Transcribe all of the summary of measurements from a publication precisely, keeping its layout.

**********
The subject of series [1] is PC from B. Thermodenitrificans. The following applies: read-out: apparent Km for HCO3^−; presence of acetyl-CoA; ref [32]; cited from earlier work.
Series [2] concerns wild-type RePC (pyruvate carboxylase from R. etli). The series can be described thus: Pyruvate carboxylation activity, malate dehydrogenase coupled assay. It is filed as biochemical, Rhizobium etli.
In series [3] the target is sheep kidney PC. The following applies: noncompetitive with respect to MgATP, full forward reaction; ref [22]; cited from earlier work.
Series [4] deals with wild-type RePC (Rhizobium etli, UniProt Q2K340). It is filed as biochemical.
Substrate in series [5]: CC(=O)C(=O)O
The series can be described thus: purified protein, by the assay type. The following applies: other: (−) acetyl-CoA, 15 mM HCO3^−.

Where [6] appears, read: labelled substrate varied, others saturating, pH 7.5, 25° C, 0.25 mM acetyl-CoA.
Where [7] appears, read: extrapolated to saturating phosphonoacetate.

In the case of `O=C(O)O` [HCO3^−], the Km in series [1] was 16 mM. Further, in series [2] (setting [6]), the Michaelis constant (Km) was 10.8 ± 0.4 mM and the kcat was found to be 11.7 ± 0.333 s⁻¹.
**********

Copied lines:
The subject of series [1] is PC from B. Thermodenitrificans. The following applies: read-out: apparent Km for HCO3^−; presence of acetyl-CoA; ref [32]; cited from earlier work.
Series [2] concerns wild-type RePC (pyruvate carboxylase from R. etli). The series can be described thus: Pyruvate carboxylation activity, malate dehydrogenase coupled assay. It is filed as biochemical, Rhizobium etli.
In series [3] the target is sheep kidney PC. The following applies: noncompetitive with respect to MgATP, full forward reaction; ref [22]; cited from earlier work.
Series [4] deals with wild-type RePC (Rhizobium etli, UniProt Q2K340). It is filed as biochemical.
Substrate in series [5]: CC(=O)C(=O)O
The series can be described thus: purified protein, by the assay type. The following applies: other: (−) acetyl-CoA, 15 mM HCO3^−.

Where [6] appears, read: labelled substrate varied, others saturating, pH 7.5, 25° C, 0.25 mM acetyl-CoA.
Where [7] appears, read: extrapolated to saturating phosphonoacetate.

In the case of `O=C(O)O` [HCO3^−], the Km in series [1] was 16 mM. Further, in series [2] (setting [6]), the Michaelis constant (Km) was 10.8 ± 0.4 mM and the kcat was found to be 11.7 ± 0.333 s⁻¹.